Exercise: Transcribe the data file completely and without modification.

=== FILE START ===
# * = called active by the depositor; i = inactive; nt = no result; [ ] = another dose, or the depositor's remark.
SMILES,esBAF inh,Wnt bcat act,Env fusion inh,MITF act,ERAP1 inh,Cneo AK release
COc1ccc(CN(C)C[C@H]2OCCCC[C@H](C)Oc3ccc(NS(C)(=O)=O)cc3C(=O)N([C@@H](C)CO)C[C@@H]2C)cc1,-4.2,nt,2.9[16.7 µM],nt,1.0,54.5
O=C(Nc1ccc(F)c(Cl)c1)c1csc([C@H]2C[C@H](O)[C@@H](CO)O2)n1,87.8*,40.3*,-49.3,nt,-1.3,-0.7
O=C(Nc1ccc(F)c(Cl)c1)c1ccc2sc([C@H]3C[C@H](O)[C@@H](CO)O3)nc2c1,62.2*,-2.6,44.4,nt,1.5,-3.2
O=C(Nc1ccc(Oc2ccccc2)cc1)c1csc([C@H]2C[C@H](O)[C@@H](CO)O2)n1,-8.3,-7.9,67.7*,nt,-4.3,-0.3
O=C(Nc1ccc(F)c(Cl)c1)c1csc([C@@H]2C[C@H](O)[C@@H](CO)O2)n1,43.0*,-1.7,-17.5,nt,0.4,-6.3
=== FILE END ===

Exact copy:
# * = called active by the depositor; i = inactive; nt = no result; [ ] = another dose, or the depositor's remark.
SMILES,esBAF inh,Wnt bcat act,Env fusion inh,MITF act,ERAP1 inh,Cneo AK release
COc1ccc(CN(C)C[C@H]2OCCCC[C@H](C)Oc3ccc(NS(C)(=O)=O)cc3C(=O)N([C@@H](C)CO)C[C@@H]2C)cc1,-4.2,nt,2.9[16.7 µM],nt,1.0,54.5
O=C(Nc1ccc(F)c(Cl)c1)c1csc([C@H]2C[C@H](O)[C@@H](CO)O2)n1,87.8*,40.3*,-49.3,nt,-1.3,-0.7
O=C(Nc1ccc(F)c(Cl)c1)c1ccc2sc([C@H]3C[C@H](O)[C@@H](CO)O3)nc2c1,62.2*,-2.6,44.4,nt,1.5,-3.2
O=C(Nc1ccc(Oc2ccccc2)cc1)c1csc([C@H]2C[C@H](O)[C@@H](CO)O2)n1,-8.3,-7.9,67.7*,nt,-4.3,-0.3
O=C(Nc1ccc(F)c(Cl)c1)c1csc([C@@H]2C[C@H](O)[C@@H](CO)O2)n1,43.0*,-1.7,-17.5,nt,0.4,-6.3